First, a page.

Lastly here is an excellent website for anyone concerned about consumer products, including my personal pet-peave: children’s toys. It is an excellent resource, bookmark it; use it. Don’t sit back and accept the poison they’re trying to sell you just because it looks nice or the price is right!

Flattr this!

Instant Debate – Mention Islam to Europeans

It is certainly no new discovery, but as you can see from my vlog entry about the far-right demonstration in Brussels, a sure way to get people commenting and yelling (well not really yelling) at you is to defend people’s right to be muslim. So while I’ve lots of other issues I’d like to bring up, I’ll first come back to this one. And I should mention I do appreciate all comments and I especially appreciate criticism and debate that is carried out in such a way that is not insulting or name calling, but rather about saying I disagree, and here is why. So thanks to all of you who continue to do that.

There were a great deal of comments, including some heartfelt ones from a good friend in Chicago who is originally from Lebanon. (hi dear!) The underlying theme was that I shouldn’t be so in favor of welcoming all things islam into the social and political stage in Europe because, as many people insisted, it is a religion that seeks the joining of church and state, that excludes women, that refuses democratic principles etc, etc.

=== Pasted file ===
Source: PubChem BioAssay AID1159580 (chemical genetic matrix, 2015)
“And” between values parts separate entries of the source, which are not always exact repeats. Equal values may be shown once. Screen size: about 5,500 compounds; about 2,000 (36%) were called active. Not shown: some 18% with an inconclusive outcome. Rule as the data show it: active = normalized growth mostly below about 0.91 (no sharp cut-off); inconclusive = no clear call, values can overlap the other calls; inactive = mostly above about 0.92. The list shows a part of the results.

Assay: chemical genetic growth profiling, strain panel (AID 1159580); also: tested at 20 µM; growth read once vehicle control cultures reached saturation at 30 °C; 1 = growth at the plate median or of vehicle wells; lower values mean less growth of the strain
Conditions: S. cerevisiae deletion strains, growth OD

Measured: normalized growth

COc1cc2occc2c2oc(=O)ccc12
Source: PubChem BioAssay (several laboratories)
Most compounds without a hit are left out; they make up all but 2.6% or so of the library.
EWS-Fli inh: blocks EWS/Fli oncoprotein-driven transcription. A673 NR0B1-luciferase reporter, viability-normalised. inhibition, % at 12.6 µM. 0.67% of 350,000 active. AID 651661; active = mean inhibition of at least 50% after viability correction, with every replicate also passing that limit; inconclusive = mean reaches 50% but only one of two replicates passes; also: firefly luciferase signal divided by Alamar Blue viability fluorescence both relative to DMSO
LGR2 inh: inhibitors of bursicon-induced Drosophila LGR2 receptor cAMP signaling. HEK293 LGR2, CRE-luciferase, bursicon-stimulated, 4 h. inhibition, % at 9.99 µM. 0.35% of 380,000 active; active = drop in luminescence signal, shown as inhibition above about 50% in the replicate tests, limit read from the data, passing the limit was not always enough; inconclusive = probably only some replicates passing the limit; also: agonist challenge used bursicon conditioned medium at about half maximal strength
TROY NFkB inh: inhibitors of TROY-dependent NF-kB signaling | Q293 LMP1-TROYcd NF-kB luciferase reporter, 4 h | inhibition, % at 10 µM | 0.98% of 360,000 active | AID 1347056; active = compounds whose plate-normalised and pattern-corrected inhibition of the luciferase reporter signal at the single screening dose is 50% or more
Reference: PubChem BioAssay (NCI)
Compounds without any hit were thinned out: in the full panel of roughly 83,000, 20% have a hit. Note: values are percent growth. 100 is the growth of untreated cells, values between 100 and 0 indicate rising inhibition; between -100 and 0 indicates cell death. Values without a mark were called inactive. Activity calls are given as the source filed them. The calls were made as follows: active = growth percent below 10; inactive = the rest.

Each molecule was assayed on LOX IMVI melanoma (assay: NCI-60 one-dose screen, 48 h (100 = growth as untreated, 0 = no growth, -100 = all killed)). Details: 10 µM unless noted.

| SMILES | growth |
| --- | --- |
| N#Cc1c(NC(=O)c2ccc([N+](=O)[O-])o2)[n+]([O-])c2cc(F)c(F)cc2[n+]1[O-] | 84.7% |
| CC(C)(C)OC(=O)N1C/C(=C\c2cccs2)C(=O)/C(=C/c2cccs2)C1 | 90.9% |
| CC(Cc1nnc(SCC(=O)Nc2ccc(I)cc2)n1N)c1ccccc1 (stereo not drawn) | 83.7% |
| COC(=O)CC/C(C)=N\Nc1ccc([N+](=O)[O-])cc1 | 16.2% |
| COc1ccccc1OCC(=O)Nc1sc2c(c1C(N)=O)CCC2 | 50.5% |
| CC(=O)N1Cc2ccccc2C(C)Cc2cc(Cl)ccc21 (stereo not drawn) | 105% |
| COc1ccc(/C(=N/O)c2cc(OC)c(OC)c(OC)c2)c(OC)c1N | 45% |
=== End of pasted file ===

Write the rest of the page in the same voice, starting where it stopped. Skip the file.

Now I must state here, because going any further, I don’t claim to know the muslim faith. I’ve never read the Koran or lived in a country where it was the dominant religion. So I don’t honestly know how it all works and what the ultimate goals are, etc. Some of you say you do, and that is good, I’m a big believer in learning, researching for yourself and understanding. All I do is study history, closely observe the present, and learn from my interraction with those in my daily life who I know are of the muslim faith, most of whom I have a great deal of admiration and respect for as kind and honest humans trying to live their lives.